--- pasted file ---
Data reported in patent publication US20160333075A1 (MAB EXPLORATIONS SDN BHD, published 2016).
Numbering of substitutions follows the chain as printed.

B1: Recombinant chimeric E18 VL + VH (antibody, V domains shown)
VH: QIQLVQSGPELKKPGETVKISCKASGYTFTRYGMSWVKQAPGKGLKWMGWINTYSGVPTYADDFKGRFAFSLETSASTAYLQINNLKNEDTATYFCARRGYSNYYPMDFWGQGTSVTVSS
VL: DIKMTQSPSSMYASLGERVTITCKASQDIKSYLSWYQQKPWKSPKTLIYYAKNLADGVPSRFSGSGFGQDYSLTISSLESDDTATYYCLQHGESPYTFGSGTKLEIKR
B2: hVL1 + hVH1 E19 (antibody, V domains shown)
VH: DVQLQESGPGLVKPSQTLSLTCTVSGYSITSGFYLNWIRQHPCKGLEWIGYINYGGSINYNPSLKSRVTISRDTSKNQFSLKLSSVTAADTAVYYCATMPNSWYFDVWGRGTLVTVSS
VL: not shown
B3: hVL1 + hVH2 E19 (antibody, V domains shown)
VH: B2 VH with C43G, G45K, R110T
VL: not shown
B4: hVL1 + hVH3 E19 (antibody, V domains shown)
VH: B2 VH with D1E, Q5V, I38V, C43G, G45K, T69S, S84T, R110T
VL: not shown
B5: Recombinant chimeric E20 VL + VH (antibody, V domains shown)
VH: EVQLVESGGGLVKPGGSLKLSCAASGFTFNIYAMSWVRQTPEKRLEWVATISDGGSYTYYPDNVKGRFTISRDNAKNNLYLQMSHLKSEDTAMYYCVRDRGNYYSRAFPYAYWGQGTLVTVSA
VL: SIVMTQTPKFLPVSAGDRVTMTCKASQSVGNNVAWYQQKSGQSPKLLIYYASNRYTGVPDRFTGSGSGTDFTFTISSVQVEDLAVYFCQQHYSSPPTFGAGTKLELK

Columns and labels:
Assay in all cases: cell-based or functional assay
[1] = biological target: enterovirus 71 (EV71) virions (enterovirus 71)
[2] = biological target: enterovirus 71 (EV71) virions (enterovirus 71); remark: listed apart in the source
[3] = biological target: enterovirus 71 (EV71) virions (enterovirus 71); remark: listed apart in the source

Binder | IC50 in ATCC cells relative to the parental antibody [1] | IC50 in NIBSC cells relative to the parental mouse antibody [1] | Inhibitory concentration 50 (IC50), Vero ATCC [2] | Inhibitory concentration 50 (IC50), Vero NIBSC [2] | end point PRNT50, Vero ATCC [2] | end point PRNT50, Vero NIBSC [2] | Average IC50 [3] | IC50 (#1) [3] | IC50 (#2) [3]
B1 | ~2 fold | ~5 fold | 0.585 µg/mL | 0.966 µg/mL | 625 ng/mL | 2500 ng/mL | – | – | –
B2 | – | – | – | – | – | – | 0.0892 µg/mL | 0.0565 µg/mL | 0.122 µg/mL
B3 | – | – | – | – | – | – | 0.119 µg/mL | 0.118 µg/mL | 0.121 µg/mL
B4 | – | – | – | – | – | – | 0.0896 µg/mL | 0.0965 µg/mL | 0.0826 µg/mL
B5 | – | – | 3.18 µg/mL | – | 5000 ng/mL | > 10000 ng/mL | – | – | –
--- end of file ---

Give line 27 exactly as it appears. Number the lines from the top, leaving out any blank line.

B4 | – | – | – | – | – | – | 0.0896 µg/mL | 0.0965 µg/mL | 0.0826 µg/mL